I’ve had a look at Chuck Close.
Really like his stuff. He ticks SO many boxes. Love the photorealist work. It’s why I love the preRaphaelites. And I really like his squared portraits. They are SO like the squared pictures I did of the mountain in terms of structure. He is definitely someone’s work to keep in mind.
I can appreciate this – but not really my cup of tea.
Alice Kettle – I’d already looked at her for my Case Study. But felt her work was rather too similar than mine in some respects, and needed to look at someone who was more of a challenge.
I REALLY like her work. Particularly the machine embroidery pieces and the looser stitched work. I also really like the pieces that interact with the ceramics.
There are some elements of his work I really like – such as the installation – because of the use of colour in this piece. I very much like putting colours next to one another – to see the interact and affect one another – and to create order and structure from them.
Couldn’t find a website for her. Mmmm not sure. I understand the sculptural quality of it though and like the ghostliness.
Cathy de Monchaux
Likewise I couldn’t find a website for her. Really not sure. I love the complexity and subtle textures and contrasts. But really don’t like the subject matters. The all seem very aggressive and combatative. While that has it’s place, it isn’t in my work.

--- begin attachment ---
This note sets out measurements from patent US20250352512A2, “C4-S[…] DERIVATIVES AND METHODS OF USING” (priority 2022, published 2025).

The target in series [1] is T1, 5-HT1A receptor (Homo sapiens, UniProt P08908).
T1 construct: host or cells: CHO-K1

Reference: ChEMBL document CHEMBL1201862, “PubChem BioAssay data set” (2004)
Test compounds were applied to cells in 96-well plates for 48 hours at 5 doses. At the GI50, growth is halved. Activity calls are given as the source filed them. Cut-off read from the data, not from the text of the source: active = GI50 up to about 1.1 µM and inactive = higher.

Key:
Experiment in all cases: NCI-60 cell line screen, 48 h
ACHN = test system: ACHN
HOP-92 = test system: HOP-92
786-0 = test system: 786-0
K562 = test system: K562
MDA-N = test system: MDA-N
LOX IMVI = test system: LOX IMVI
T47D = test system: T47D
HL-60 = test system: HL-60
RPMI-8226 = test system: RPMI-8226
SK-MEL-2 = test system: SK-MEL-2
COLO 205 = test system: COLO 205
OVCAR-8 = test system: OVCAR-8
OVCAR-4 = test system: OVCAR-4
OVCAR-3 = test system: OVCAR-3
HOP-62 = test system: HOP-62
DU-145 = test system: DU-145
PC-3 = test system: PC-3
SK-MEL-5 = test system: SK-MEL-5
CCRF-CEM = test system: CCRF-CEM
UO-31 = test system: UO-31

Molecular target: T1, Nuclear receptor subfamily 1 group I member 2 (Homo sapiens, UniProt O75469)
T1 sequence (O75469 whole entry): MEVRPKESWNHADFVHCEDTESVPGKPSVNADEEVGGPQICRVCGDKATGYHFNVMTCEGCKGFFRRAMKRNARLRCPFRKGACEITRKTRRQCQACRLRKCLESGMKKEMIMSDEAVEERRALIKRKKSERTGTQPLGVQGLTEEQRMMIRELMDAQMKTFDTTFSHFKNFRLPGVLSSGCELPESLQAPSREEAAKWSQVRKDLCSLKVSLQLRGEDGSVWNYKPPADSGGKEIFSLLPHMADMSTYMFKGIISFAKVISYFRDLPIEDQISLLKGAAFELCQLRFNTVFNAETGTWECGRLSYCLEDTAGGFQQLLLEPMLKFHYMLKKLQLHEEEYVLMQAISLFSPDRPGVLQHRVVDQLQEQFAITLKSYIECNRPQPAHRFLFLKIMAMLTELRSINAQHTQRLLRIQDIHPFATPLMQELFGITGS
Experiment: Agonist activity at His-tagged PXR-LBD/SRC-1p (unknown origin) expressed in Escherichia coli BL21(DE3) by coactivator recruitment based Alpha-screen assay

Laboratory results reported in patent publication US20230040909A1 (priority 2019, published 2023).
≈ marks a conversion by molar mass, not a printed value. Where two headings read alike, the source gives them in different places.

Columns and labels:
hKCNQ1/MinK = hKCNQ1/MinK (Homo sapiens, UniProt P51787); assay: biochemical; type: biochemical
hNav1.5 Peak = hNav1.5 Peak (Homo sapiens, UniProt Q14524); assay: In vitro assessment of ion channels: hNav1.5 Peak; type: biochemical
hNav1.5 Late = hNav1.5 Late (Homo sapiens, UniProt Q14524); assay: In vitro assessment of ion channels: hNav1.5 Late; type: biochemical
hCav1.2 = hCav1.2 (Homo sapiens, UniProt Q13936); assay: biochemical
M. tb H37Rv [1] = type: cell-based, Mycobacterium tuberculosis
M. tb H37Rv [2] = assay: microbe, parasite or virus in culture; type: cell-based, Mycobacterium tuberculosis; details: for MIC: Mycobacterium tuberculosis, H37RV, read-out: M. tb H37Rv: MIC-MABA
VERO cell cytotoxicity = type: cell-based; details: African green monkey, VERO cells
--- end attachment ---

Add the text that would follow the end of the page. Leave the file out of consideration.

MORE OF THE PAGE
I NEED to create pieces that are beautiful, ordered and calm. I need to create a calm that is often missing in my own life and head. The process (I realised when speaking to Jo K) is something that is also important. Furious felting and knitting appeases my aggression and chaos and allows me to leave the piece at the end of studio time calmer. Both processes are very medidative for me.
I was really interested in Angela’s suggestion that some of my pieces (the squares ones) make you feel like you are IN the landscape rather than looking at it. And I’d really like to explore that further as that is something I endeavour to show in my work. I want people to feel that they WANT to be there too.
Joseph Beuys made some work in felt in large scale (covering items etc. – a Christo of the textile world and product of WWII).
And I’ve looked up a bit more about the material.
But there isn’t much to say about felt. You can take the fleece from the sheep (I did this in Skye – picked up bits of fleece stuck in thistles, washed it and needle felted it into a coaster) and wash it, card it (when you brush it out so all the fibres lay in the same direction) and then either wet or dry felt it, by layering it up and either ‘washing’ it to make it stick (i.e. massaging the surface with soapy water to keep the hands slippy, but making the fibres stick together) or stab it with a barbed needle to make the fibres felt.
Moomin likes to felt herself. I am always picking matts out of her at this time of year. I have a prefect circular one this week. Her hair is long and very very soft – and I’ve often thought about felting with it, but it seems a bit macabre! There are many people that do this though with long haired pets. I might make this one into a brooch or something as a nice keepsake. But a whole jumper or piece made out of her hair (apart from it being grey and white only) just doesn’t seem right!